Dr. Arty Fax’s Archy Facts is a blog introducing kids (currently stuck at home) to the exciting world of archaeology!
Now you may wonder what warty pigs have to do with archaeology – well just recently a new study found that a warty pig is the oldest known animal drawing in the world! Drawn with ochre about 65 feet above the cave floor, the warty pig measures about 4.5 x 1.8 feet and is the largest drawing in this cave. Ochre is a naturally occurring red pigment. Can you spot the two human handprints near the back of the pig? Check out this Archy Facts post for an introduction to rock art.
Do you know what archaeological site is pictured at the top?
Scroll down to find out!
Found in Leang Tedongnge Cave, in Sulawesi, Indonesia, researchers determined the age of the warty pig painting by dating minerals that had formed on top of it. Archaeologists think this drawing is around 45,500 years old!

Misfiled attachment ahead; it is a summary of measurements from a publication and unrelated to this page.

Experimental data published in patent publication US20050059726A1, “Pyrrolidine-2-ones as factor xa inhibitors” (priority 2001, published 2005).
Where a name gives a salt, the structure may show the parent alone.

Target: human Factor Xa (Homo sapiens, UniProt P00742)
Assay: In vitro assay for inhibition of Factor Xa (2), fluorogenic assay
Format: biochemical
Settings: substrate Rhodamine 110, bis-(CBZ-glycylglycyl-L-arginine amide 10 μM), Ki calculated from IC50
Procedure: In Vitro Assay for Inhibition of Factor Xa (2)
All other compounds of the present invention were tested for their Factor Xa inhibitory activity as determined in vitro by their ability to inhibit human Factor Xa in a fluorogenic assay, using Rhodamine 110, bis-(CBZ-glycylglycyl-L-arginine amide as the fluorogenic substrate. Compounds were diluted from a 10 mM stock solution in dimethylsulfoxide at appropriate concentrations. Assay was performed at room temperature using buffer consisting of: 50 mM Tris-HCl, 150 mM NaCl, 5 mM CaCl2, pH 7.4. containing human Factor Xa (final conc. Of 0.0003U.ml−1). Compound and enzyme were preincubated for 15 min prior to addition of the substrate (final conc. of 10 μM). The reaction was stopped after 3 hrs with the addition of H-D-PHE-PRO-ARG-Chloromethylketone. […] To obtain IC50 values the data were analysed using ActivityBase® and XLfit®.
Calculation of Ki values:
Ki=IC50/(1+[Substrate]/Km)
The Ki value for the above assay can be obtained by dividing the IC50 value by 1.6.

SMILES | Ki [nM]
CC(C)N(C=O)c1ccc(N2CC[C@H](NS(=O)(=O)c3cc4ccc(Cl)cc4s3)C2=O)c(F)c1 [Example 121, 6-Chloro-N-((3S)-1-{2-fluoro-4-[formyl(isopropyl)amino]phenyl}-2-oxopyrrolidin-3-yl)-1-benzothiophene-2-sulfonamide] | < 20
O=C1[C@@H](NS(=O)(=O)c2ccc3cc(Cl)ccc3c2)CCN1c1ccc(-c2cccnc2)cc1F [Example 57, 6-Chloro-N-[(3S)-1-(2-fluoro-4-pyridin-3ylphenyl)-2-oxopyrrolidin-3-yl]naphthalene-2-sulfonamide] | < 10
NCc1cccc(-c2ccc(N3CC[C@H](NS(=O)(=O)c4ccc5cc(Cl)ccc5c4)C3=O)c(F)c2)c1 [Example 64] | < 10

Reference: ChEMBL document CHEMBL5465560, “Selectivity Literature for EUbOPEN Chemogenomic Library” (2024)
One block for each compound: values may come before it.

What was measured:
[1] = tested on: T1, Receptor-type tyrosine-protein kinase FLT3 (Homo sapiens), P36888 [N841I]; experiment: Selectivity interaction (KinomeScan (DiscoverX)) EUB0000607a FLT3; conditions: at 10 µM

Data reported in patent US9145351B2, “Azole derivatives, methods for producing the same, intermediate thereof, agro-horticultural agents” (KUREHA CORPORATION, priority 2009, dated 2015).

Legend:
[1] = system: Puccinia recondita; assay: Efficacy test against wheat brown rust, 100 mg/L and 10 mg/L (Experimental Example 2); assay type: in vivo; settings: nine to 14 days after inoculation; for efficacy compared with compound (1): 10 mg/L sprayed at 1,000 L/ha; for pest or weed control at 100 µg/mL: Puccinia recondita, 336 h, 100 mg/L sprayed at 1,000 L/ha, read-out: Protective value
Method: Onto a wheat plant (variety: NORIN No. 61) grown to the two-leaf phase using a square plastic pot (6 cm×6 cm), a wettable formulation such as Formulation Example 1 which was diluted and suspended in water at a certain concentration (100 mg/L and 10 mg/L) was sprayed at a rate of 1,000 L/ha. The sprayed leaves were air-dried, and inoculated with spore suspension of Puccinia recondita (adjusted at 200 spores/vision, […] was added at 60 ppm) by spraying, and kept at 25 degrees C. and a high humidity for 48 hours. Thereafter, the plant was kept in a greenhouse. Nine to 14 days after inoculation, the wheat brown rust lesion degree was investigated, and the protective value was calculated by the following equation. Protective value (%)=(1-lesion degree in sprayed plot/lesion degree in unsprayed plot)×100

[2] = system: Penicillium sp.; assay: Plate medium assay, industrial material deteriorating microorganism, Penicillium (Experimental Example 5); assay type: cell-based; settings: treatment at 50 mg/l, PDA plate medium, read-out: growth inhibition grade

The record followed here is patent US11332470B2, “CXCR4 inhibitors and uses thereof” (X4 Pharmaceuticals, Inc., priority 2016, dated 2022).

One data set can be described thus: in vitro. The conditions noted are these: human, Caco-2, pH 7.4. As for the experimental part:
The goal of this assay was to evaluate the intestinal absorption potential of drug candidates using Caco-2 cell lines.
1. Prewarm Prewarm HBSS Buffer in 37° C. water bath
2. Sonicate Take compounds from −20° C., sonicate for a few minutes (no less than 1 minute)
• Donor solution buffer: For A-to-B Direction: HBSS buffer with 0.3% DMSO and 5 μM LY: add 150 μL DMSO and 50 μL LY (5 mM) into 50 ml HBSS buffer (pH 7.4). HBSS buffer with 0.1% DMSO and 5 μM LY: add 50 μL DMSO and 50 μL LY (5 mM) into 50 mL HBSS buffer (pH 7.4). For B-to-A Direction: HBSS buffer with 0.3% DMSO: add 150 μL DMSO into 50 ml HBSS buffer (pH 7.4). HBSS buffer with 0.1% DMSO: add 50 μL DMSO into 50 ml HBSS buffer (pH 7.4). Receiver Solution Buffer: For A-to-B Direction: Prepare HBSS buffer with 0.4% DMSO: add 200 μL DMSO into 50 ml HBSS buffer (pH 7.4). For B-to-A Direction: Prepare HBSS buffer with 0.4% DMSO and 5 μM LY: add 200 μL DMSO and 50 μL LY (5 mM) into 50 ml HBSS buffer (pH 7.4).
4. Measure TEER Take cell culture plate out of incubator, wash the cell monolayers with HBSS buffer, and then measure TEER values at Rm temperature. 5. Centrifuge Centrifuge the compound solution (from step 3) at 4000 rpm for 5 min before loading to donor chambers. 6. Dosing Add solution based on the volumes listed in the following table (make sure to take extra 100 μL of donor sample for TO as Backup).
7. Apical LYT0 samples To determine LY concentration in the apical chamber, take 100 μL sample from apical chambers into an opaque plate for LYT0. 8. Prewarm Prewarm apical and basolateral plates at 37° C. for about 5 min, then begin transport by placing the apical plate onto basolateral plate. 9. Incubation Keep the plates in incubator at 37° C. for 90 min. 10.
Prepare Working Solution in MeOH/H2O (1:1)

The Sulawesi warty pig, Sus celebensis, still lives on the island today. Both male and female pigs have three pairs of facial warts, but they are much more noticeable in males. Archaeological evidence discovered on the island suggests that its early people hunted and perhaps even tamed wild pigs.
For more information on this fascinating discovery, check out the video below and read more here.
Central Java, Indonesia
Borobudur is the largest Buddhist monument in the world! It was built around 800 CE by the rulers of the Śailendra Dynasty. This temple consists of nine stacked platforms with a large central dome on top. Borobudur contains 504 statues of the Buddha and over 2,600 relief panels! Relief panels are images, scenes, and designs carved into a flat surface.
Find out more about Borobudur here!